In comparing this section with section 69 (3) of the Insolvency Proclamation it will be realised that they serve the same purpose. It reads as follows;

If it appears to a District Commissioner to whom such application is made, from a statement made upon oath that there are reasonable grounds to suspecting that any property, book, or document belonging to an insolvent estate is concealed upon any person, or at any place or upon or in any vehicle or vessel or receptacle of whatever nature, or is otherwise unlawfully withheld from the trustee concerned, within the area of the District Commissioner’s jurisdiction, he may issue a warrant to search for and take possession of that property, book or document.

It is my considered decision that it would lead to absurdity if we were to force the applications of this nature to still be handled by the District Administrator. Indeed, advocate Ramochela was correct in saying this court has unlimited jurisdiction and it is in situations of this nature that this court should exercise its unlimited powers. This court has jurisdiction to entertain this matter.


  1. I have shown that Advocate Ramochela relied on Maphathe10. I do not see how that judgment assists his case. Mofolo J. in that case was faced with an application for removal of the Executor for reasons advanced not necessarily one whose appointment period had lapsed. This however, shows negligence and inefficiency on the part of the liquidator. It further exposes her to unnecessary challenges in her administrative capacity of the insolvent estate. Be that as it may, it is my considered view that the letter by the Master that has put a time frame on the appointment of the liquidator, is nothing but an administrative requirement meant to put them in check. For a liquidator to be removed, there has to be a deliberate move as envisaged by Section 151(2) of The Companies Act11 that will give the Master or the court, full grounds upon which to rely on. In the absence of such, it is my conclusion that the Applicant is still the lawfully appointed liquidator.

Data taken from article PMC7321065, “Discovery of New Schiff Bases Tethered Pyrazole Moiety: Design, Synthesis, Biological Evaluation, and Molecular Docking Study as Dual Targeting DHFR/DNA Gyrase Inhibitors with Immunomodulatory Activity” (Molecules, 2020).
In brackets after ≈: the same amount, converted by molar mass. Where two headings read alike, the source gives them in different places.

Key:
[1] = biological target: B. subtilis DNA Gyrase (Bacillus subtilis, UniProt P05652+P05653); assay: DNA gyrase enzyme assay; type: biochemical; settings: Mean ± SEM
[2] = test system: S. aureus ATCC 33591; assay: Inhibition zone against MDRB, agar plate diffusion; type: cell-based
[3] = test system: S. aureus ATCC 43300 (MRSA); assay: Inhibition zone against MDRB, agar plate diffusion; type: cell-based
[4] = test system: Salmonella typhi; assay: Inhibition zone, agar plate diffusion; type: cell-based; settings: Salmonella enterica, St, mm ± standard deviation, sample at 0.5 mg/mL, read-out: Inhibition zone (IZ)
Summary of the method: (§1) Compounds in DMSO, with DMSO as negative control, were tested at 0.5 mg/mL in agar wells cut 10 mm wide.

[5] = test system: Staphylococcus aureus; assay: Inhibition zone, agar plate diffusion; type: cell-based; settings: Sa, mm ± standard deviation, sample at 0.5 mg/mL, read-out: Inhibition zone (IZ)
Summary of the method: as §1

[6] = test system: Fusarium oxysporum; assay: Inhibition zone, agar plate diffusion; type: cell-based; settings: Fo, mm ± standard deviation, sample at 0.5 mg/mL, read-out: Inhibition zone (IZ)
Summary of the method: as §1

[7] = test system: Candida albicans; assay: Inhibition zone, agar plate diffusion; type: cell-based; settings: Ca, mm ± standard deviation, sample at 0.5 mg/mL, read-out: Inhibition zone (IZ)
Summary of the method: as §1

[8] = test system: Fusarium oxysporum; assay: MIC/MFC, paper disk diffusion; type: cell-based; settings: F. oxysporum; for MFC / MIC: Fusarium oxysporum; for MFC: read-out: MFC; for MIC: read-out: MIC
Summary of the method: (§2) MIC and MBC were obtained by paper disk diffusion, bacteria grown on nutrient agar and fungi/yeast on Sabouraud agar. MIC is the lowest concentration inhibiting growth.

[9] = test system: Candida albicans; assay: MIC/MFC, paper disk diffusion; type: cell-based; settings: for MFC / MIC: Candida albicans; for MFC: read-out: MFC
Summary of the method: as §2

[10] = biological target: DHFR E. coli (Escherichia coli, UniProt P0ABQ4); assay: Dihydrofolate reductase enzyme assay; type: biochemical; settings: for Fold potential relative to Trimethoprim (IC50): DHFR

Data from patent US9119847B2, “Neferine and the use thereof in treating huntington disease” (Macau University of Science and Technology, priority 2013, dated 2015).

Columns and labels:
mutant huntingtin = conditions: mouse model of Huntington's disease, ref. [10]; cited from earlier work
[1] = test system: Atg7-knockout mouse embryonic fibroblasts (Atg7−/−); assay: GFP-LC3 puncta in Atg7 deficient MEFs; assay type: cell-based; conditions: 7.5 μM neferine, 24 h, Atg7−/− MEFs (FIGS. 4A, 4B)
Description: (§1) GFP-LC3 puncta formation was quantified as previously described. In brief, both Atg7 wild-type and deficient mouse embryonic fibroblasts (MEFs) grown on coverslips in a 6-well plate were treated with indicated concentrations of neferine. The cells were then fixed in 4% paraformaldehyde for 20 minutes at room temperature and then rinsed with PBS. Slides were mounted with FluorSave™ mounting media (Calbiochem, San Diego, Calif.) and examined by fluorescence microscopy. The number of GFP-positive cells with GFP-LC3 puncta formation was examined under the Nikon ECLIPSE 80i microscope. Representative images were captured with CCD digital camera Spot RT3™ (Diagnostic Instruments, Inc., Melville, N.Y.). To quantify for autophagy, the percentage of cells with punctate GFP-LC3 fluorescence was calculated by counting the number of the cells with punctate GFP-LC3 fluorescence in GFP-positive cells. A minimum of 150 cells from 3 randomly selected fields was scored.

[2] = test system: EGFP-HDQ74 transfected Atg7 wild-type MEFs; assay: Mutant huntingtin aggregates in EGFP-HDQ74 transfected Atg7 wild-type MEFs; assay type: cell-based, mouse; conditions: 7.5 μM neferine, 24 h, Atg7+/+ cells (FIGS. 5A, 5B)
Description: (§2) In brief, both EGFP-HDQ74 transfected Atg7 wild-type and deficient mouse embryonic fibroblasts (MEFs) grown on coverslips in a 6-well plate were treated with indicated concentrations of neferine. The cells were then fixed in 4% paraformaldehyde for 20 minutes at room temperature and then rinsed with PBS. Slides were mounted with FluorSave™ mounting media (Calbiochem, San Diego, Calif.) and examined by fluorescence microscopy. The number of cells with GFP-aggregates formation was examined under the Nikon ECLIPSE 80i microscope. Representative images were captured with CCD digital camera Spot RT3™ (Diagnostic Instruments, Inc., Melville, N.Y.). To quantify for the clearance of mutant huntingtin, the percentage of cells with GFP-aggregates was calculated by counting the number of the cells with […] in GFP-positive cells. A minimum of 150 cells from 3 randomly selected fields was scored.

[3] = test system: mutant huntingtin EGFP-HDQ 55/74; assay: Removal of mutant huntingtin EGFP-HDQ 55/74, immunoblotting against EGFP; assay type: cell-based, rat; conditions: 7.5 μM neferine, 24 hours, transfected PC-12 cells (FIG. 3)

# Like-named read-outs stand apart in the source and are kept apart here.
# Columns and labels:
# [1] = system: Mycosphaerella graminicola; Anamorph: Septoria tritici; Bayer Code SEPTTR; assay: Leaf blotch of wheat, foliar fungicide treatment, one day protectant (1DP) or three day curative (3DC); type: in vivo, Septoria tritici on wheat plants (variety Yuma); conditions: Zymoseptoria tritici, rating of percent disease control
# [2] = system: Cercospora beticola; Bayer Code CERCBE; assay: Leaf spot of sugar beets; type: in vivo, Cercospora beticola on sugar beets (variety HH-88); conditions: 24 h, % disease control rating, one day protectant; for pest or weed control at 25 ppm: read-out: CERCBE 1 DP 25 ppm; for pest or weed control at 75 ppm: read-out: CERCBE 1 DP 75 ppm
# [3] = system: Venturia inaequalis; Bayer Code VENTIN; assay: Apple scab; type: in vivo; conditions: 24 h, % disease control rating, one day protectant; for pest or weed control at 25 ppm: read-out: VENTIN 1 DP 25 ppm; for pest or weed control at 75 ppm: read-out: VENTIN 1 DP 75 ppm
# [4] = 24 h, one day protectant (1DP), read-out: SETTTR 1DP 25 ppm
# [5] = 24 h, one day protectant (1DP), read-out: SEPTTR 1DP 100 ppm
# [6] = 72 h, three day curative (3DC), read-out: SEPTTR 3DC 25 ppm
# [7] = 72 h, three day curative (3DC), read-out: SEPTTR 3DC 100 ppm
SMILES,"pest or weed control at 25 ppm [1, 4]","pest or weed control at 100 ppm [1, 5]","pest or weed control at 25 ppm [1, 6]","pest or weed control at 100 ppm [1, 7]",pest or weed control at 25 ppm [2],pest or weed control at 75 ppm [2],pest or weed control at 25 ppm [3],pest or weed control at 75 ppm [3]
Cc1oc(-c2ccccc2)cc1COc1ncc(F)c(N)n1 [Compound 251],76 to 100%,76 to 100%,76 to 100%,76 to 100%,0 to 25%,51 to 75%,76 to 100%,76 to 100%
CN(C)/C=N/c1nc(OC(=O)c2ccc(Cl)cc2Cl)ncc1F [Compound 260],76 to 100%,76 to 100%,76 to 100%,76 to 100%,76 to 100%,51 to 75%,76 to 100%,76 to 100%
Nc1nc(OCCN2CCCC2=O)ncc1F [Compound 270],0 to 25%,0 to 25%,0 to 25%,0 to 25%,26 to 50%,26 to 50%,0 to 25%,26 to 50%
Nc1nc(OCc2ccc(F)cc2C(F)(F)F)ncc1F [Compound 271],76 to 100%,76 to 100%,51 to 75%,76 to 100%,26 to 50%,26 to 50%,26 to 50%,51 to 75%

1. It is my conclusion that the court has jurisdiction to hear this matter even if section 69 seem to confer powers on the District Commissioner. It is further my considered conclusion that there has been a material non-disclosure of material facts by the Applicant. And finally, Applicant is still the lawfully appointed liquidator until removed by a competent authority.

  1. Having concluded thus, the rule granted on the 14th June 2022 is discharged and application in the main is dismissed. It was the Application by 1st Respondent that it should be dismissed with costs on attorney and client scale. While the non-disclosure is something that this court frowns upon, this is a liquidation matter and such a scale may be counterproductive the liquidation process. Advocate Masupha did not move for costs against the liquidator personally and therefore the Application is dismissed with costs on a normal scale.



Judge of the High Court

For Applicant: Adv. S.K Ramochela

For 2nd Respondent: Adv. M Masupha

1Proclamation 54 of 1957

2LAC 2000-2004

3(C of A (CIV) 17 of 2016) [2016] LSCA 22 (25 May 2016)

4CIV/APN/479/02 [2004] LSHC 89 (22 July 2004)

6(CIV) APN/385/2020) [2020] LSHC 1

7LAC (1985-89) 307